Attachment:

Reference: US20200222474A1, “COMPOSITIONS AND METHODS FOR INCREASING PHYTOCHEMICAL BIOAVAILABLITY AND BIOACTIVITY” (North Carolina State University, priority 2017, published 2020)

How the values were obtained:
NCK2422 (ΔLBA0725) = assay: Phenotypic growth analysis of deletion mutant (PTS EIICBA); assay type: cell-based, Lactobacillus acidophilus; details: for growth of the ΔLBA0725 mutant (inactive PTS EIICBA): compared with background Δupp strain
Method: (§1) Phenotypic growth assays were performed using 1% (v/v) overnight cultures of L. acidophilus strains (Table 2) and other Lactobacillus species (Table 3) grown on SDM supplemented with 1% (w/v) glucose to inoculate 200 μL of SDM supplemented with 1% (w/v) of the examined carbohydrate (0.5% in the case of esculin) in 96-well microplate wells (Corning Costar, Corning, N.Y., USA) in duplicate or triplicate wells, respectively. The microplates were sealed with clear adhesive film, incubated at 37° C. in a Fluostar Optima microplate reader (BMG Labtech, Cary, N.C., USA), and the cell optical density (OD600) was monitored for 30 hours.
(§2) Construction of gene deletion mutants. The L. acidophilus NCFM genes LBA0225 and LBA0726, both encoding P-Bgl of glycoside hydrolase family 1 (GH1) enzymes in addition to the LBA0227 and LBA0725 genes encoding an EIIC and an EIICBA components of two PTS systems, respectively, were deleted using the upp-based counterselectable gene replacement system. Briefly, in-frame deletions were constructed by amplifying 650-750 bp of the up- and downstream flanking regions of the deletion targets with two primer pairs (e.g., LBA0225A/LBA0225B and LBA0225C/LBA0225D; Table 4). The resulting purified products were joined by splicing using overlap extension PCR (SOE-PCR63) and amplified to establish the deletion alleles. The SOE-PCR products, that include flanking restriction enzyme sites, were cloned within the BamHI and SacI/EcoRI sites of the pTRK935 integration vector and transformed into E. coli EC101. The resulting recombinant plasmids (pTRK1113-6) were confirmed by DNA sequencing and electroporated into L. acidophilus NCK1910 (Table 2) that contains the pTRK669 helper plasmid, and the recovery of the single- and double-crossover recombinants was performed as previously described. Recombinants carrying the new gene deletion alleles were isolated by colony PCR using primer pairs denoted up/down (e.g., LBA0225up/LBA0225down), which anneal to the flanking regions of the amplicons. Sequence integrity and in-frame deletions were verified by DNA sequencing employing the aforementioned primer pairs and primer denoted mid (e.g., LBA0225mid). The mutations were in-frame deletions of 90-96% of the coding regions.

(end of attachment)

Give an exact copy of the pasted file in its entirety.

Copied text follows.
Reference: US20200222474A1, “COMPOSITIONS AND METHODS FOR INCREASING PHYTOCHEMICAL BIOAVAILABLITY AND BIOACTIVITY” (North Carolina State University, priority 2017, published 2020)

How the values were obtained:
NCK2422 (ΔLBA0725) = assay: Phenotypic growth analysis of deletion mutant (PTS EIICBA); assay type: cell-based, Lactobacillus acidophilus; details: for growth of the ΔLBA0725 mutant (inactive PTS EIICBA): compared with background Δupp strain
Method: (§1) Phenotypic growth assays were performed using 1% (v/v) overnight cultures of L. acidophilus strains (Table 2) and other Lactobacillus species (Table 3) grown on SDM supplemented with 1% (w/v) glucose to inoculate 200 μL of SDM supplemented with 1% (w/v) of the examined carbohydrate (0.5% in the case of esculin) in 96-well microplate wells (Corning Costar, Corning, N.Y., USA) in duplicate or triplicate wells, respectively. The microplates were sealed with clear adhesive film, incubated at 37° C. in a Fluostar Optima microplate reader (BMG Labtech, Cary, N.C., USA), and the cell optical density (OD600) was monitored for 30 hours.
(§2) Construction of gene deletion mutants. The L. acidophilus NCFM genes LBA0225 and LBA0726, both encoding P-Bgl of glycoside hydrolase family 1 (GH1) enzymes in addition to the LBA0227 and LBA0725 genes encoding an EIIC and an EIICBA components of two PTS systems, respectively, were deleted using the upp-based counterselectable gene replacement system. Briefly, in-frame deletions were constructed by amplifying 650-750 bp of the up- and downstream flanking regions of the deletion targets with two primer pairs (e.g., LBA0225A/LBA0225B and LBA0225C/LBA0225D; Table 4). The resulting purified products were joined by splicing using overlap extension PCR (SOE-PCR63) and amplified to establish the deletion alleles. The SOE-PCR products, that include flanking restriction enzyme sites, were cloned within the BamHI and SacI/EcoRI sites of the pTRK935 integration vector and transformed into E. coli EC101. The resulting recombinant plasmids (pTRK1113-6) were confirmed by DNA sequencing and electroporated into L. acidophilus NCK1910 (Table 2) that contains the pTRK669 helper plasmid, and the recovery of the single- and double-crossover recombinants was performed as previously described. Recombinants carrying the new gene deletion alleles were isolated by colony PCR using primer pairs denoted up/down (e.g., LBA0225up/LBA0225down), which anneal to the flanking regions of the amplicons. Sequence integrity and in-frame deletions were verified by DNA sequencing employing the aforementioned primer pairs and primer denoted mid (e.g., LBA0225mid). The mutations were in-frame deletions of 90-96% of the coding regions.